Zehrunisa judges One Leg harshly for going against the traditional rules of behavior for proper women in India, though she herself has stepped out of the passive role usually reserved for wives by taking over the family business. Both of these women show how India is changing to allow more freedom from previous restrictions, but also the backlash of anger that follows. For now, Zehrunisa seems to be rewarded for her new behavior with the brick wall that symbolizes ultimate prosperity in the otherwise temporary housing situations of Annawadi.
One Leg’s real name is Sita. She has fair skin that should have made her quite a catch but her twisted leg put off all offers of marriage but one. Her family was happy to get rid of her, even though Sita’s husband is Muslim. Her husband renames her Fatima and the two have three daughters together. Fatima does not seem to grieve when her youngest daughter drowns in a bucket, which sets off gossip about her. Fatima does not seem to care about that either.
Boo outlines the incredibly restricted state for most women in India, where they are seen as good for nothing except marriage. Fatima, as she is now called, has very little to herself – even her name is under the jurisdiction of her husband. Her physical appearance trumps any other good qualities she might have in the eyes of her neighbors, leading Fatima to lash out against others in return.
Abdul’s mind wanders to the current state of “wanting” in Annawadi now that people believe that they can better their lives immediately without waiting to be reincarnated into a better status. Abdul’s brother, Mirchi, is one of these people. Mirchi dreams of working at a luxury hotel as a waiter. Other people in Annawadi dream of medical miracles or escaping their families or getting enough to eat – even going to college. But One Leg is the craziest of these dreamers in Abdul’s mind, as she wants to be respected instead of seen as a cripple.
India’s acceptance of a capitalist economy has influenced public attitude to think that their futures are under their own control. The supposed wealth of opportunity leads the residents of Annawadi to dream big, a choice which Abdul sees as foolish and impractical. Yet in global terms, the dreams of the Annawadians are fairly normal parts of life – showing the huge handicap that the Annawadians have from birth.
The police arrive in Annawadi, striking fear into the hearts of all the residents. They are strangely polite to Abdul’s family, simply relaying that Karam, Abdul, and Abdul’s sister Kehkashan have been charged with beating One Leg and setting her on fire. Abdul overhears the charges from his hiding place, knowing that their innocence doesn’t matter because the poor are always seen as guilty in Mumbai. The police officers lead Karam away as Zehrunisa sobs.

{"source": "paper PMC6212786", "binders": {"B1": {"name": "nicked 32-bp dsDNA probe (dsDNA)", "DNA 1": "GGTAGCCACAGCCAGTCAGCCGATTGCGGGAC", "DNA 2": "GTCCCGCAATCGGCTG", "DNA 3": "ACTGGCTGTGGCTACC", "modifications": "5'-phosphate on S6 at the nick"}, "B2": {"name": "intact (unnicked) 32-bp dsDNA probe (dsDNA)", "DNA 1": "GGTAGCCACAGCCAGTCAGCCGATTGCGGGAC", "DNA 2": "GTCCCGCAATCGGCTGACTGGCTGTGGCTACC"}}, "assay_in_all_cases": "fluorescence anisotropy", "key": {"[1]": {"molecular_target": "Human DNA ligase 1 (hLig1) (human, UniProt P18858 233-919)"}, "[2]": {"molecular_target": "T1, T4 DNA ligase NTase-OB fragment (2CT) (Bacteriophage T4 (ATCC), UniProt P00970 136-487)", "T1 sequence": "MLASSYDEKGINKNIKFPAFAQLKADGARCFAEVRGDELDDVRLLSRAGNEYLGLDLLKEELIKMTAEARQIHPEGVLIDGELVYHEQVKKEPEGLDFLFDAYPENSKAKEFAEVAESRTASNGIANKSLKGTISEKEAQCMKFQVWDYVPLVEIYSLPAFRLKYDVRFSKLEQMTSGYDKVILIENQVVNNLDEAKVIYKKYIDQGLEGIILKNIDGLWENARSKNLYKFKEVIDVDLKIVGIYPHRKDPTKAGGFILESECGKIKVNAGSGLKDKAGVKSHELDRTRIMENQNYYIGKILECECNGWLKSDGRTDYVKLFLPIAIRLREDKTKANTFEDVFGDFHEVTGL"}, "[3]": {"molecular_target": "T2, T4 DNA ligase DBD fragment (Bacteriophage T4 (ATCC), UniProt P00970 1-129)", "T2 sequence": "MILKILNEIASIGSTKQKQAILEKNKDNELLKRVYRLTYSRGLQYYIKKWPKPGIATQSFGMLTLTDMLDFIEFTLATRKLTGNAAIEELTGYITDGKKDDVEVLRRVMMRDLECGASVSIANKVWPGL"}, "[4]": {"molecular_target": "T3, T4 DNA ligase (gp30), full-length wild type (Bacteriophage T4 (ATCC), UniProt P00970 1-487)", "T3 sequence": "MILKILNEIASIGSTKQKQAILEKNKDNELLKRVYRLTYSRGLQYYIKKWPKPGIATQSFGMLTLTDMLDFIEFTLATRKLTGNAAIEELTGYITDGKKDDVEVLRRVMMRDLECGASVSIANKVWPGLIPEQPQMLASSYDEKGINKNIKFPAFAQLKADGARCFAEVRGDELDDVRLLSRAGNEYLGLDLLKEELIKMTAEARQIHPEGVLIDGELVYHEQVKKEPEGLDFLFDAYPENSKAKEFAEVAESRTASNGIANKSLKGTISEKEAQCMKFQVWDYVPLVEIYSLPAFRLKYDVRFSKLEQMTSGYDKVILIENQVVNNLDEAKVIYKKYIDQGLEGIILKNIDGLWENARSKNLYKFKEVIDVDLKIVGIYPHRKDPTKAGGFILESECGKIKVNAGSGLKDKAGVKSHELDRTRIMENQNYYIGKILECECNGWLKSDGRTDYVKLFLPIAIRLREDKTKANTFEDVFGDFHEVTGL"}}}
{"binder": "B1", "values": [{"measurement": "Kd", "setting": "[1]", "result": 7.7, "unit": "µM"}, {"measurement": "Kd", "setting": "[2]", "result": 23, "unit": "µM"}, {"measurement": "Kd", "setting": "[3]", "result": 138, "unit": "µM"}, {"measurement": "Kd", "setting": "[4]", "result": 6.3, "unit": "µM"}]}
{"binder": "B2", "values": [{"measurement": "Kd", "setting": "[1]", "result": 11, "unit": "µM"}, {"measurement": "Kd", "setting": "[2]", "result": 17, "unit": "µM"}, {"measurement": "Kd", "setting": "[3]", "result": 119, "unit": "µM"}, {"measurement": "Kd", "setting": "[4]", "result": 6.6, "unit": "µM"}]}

The police are not seen as protectors, but as aggressors in Annawadi. Their normal behavior is so bad that common courtesy is seen as strange. The poor are hated in Mumbai, with no money or influence to earn them justice in a system that depends on bribes to buy innocence.
Abdul weighs his options, wondering if the police will return to look for him tonight. The other boys in the slum are more daring, raised on Bollywood movies that praise feats of bravery and strength. But Abdul prefers to be cautious, even if the other boys laugh at his fearfulness. Abdul knows how quickly fortunes change in Annawadi and thinks it pays off to be alert. Yet even Abdul had not foreseen that One Leg would burn herself.
Bollywood movies also encourage the residents of Annawadi to dream too big. Abdul prioritizes practical action, seeing that the opportunities that others expect in the new India do not come without a cost. Yet even playing it safe is not enough to truly be successful for people who are born poor, as Abdul’s accusation in One Leg’s accident attests.
Hours later, a woman named Cynthia, a friend to One Leg and rival to the Husain family in the garbage business, tries to convince people to help her look for Abdul and deliver him to the police. No one takes her up on it, and Abdul gets a few hours of sleep. He wakes again at dawn, cursing himself for not escaping Annawadi under the cover of night, and he decides to find his mother to ask her what to do. Zehrunisa tells Abdul to turn himself in at the Sahar Police Station. He runs there, hoping to save his father from a beating and proclaim his innocence. Abdul trusts that justice will prevail as he enters the station.
There are few friendships in Annawadi, such as that between Cynthia and One Leg, but Boo points out that most people are primarily concerned with looking out for themselves as no one cares enough even to look for Abdul. Abdul, fundamentally honest, decides to turn himself in because he still thinks that justice means something.